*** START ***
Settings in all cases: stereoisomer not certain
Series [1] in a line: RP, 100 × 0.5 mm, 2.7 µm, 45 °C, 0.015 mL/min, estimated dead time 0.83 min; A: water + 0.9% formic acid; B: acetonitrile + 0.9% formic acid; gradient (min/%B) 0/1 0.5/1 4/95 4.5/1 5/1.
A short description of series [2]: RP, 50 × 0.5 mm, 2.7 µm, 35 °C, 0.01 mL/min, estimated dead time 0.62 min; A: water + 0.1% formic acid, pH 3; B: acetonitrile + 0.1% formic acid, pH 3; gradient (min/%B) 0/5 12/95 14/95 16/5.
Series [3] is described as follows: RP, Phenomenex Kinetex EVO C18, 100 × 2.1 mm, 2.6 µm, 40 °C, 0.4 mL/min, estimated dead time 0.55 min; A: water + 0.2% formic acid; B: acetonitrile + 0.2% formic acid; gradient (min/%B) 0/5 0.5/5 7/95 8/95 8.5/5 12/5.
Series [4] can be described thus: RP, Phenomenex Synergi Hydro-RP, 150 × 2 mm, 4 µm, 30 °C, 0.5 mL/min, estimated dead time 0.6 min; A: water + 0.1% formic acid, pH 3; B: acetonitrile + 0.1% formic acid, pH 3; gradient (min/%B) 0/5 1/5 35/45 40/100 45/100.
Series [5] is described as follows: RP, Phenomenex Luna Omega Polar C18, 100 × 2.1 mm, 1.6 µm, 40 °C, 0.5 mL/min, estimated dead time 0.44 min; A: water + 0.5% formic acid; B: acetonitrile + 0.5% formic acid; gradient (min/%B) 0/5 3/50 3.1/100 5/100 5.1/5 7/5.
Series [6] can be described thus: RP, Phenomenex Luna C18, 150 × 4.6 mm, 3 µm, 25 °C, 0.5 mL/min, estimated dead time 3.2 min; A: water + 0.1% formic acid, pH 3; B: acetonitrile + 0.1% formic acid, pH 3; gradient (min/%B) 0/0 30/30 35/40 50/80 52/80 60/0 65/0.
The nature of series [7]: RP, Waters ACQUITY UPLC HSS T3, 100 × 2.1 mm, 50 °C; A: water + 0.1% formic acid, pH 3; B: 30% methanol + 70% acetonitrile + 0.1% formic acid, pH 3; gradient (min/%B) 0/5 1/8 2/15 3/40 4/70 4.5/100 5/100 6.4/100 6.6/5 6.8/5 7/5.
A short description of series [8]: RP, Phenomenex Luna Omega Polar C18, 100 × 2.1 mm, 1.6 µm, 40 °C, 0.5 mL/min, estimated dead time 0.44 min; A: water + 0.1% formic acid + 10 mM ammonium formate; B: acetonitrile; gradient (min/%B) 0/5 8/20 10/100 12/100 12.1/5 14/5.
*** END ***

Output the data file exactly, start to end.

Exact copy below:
Settings in all cases: stereoisomer not certain
Series [1] in a line: RP, 100 × 0.5 mm, 2.7 µm, 45 °C, 0.015 mL/min, estimated dead time 0.83 min; A: water + 0.9% formic acid; B: acetonitrile + 0.9% formic acid; gradient (min/%B) 0/1 0.5/1 4/95 4.5/1 5/1.
A short description of series [2]: RP, 50 × 0.5 mm, 2.7 µm, 35 °C, 0.01 mL/min, estimated dead time 0.62 min; A: water + 0.1% formic acid, pH 3; B: acetonitrile + 0.1% formic acid, pH 3; gradient (min/%B) 0/5 12/95 14/95 16/5.
Series [3] is described as follows: RP, Phenomenex Kinetex EVO C18, 100 × 2.1 mm, 2.6 µm, 40 °C, 0.4 mL/min, estimated dead time 0.55 min; A: water + 0.2% formic acid; B: acetonitrile + 0.2% formic acid; gradient (min/%B) 0/5 0.5/5 7/95 8/95 8.5/5 12/5.
Series [4] can be described thus: RP, Phenomenex Synergi Hydro-RP, 150 × 2 mm, 4 µm, 30 °C, 0.5 mL/min, estimated dead time 0.6 min; A: water + 0.1% formic acid, pH 3; B: acetonitrile + 0.1% formic acid, pH 3; gradient (min/%B) 0/5 1/5 35/45 40/100 45/100.
Series [5] is described as follows: RP, Phenomenex Luna Omega Polar C18, 100 × 2.1 mm, 1.6 µm, 40 °C, 0.5 mL/min, estimated dead time 0.44 min; A: water + 0.5% formic acid; B: acetonitrile + 0.5% formic acid; gradient (min/%B) 0/5 3/50 3.1/100 5/100 5.1/5 7/5.
Series [6] can be described thus: RP, Phenomenex Luna C18, 150 × 4.6 mm, 3 µm, 25 °C, 0.5 mL/min, estimated dead time 3.2 min; A: water + 0.1% formic acid, pH 3; B: acetonitrile + 0.1% formic acid, pH 3; gradient (min/%B) 0/0 30/30 35/40 50/80 52/80 60/0 65/0.
The nature of series [7]: RP, Waters ACQUITY UPLC HSS T3, 100 × 2.1 mm, 50 °C; A: water + 0.1% formic acid, pH 3; B: 30% methanol + 70% acetonitrile + 0.1% formic acid, pH 3; gradient (min/%B) 0/5 1/8 2/15 3/40 4/70 4.5/100 5/100 6.4/100 6.6/5 6.8/5 7/5.
A short description of series [8]: RP, Phenomenex Luna Omega Polar C18, 100 × 2.1 mm, 1.6 µm, 40 °C, 0.5 mL/min, estimated dead time 0.44 min; A: water + 0.1% formic acid + 10 mM ammonium formate; B: acetonitrile; gradient (min/%B) 0/5 8/20 10/100 12/100 12.1/5 14/5.